From the Journals

Patch-based AF screening boosts diagnosis rate

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Proof needed for clinical value of AF screening

The results from mSToPS provide strong support for the use of continuous rhythm monitoring to screen for atrial fibrillation (AF) in at-risk populations, showing a detection rate as high as 5.1% after 4 months in the per protocol analysis. Screening people using a wearable ECG patch for a 2-week interval appears to have detected a substantial proportion of patients who might otherwise be detected with more inconvenient, invasive, costly, or longer monitoring approaches.

Existing epidemiologic and outcomes data support interventions for risk factors and symptoms of AF early in the disease process, but clinical trials demonstrating improved cardiovascular outcomes such as reduced stroke occurrence will be necessary to take action and screen for AF at the population level. Before the findings of mSToPS can be incorporated into clinical practice, clinicians need to consider two major questions about structured AF screening: Does earlier or more sensitive detection of AF improve clinical outcomes? And is this approach cost effective?

Benjamin A. Steinberg, MD , an electrophysiologist at the University of Utah, Salt Lake City, and Jonathan P. Piccini, MD , an electrophysiologist at Duke University, Durham, N.C., made these comments in an accompanying editorial ( JAMA. 2018 Jul 10;320[2]:139-41 ). Dr. Steinberg reported receiving research grants or personal fees from Boston Scientific, Biosense Webster, and Janssen. Dr. Piccini reported consulting with Allergen, Bayer, Johnson & Johnson, Medtronic, Sanofi, and Phillips, and receiving research funding from Abbott, ARCA Biopharma, Boston Scientific, Gilead, Janssen, and Verily.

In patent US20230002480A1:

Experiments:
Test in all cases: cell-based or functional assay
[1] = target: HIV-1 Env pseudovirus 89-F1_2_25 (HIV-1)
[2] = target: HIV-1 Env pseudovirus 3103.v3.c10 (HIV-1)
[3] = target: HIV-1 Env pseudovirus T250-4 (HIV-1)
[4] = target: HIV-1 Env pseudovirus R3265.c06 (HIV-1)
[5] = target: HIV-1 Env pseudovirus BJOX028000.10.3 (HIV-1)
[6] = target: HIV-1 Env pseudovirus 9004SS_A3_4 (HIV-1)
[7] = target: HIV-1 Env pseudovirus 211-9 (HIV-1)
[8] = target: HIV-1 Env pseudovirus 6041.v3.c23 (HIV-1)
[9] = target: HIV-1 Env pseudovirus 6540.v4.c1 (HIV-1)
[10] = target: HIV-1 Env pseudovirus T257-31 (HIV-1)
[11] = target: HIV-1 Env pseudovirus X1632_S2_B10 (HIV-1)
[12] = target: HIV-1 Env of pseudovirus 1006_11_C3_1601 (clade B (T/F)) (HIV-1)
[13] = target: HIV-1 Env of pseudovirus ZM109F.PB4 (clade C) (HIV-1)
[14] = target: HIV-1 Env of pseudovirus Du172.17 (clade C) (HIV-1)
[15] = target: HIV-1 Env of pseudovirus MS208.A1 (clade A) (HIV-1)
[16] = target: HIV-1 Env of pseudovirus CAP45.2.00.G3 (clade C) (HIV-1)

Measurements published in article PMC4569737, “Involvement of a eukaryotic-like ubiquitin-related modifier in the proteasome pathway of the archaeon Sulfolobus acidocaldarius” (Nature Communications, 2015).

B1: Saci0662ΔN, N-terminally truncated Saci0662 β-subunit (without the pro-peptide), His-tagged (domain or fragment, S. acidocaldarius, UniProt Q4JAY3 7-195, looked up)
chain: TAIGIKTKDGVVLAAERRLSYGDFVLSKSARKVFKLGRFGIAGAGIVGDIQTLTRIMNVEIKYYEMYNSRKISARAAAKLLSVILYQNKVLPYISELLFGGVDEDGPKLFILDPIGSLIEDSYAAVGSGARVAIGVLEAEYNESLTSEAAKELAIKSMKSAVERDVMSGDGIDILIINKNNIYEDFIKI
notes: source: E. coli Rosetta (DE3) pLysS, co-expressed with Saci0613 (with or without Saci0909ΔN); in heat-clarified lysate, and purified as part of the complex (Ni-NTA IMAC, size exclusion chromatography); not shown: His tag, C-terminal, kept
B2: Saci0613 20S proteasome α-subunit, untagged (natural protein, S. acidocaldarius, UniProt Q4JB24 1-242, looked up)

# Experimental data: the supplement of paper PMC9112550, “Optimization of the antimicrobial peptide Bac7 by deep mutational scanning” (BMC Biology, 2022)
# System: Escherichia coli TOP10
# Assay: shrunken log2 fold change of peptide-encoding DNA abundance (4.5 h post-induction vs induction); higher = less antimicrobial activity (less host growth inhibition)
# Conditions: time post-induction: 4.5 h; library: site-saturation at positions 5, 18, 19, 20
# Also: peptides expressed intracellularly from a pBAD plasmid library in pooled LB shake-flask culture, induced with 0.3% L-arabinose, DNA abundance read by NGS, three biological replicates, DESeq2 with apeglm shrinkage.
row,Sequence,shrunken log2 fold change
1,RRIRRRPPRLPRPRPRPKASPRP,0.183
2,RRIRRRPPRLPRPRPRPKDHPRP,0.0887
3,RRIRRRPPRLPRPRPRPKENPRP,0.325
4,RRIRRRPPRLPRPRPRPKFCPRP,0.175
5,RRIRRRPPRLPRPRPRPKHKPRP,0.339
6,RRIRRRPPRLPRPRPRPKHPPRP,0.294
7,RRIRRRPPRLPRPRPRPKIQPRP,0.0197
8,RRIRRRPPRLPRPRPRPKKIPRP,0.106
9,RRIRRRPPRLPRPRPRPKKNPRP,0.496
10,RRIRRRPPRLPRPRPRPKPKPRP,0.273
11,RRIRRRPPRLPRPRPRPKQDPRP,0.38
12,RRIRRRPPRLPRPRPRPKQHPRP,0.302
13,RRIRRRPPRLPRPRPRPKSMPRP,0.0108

FROM JAMA

Of the 1,738 people who wore at least one patch for more than 30 minutes, 40 (2%) had skin irritation, 32 stopped using the patch prematurely because of irritation, and 2 people sought medical treatment for their irritation, which involved topical treatment.

mSToPS was funded by Janssen. Dr. Steinhubl has received research funding from Janssen, DynoSense, EasyG, Spry Health, and Striiv.

SOURCE: Steinhubl SR et al. JAMA. 2018 July 10;320[2]:149-55.

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